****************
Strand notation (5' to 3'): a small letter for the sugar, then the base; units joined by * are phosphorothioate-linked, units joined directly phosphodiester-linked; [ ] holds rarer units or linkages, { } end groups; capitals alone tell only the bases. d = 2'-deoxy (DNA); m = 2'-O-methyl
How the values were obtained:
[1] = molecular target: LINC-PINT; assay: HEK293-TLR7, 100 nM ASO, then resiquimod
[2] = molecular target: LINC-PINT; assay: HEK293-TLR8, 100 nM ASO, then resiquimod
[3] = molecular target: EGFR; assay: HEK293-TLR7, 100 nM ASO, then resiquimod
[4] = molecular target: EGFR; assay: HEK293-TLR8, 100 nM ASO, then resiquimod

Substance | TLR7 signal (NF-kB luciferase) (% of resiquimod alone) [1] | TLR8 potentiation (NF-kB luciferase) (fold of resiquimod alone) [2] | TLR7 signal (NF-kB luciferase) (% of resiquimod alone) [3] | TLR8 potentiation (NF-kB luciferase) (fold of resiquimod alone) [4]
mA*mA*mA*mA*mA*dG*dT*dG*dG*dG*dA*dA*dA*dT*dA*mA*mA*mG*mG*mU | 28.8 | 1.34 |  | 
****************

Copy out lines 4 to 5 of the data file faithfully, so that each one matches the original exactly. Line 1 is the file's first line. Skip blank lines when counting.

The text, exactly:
[2] = molecular target: LINC-PINT; assay: HEK293-TLR8, 100 nM ASO, then resiquimod
[3] = molecular target: EGFR; assay: HEK293-TLR7, 100 nM ASO, then resiquimod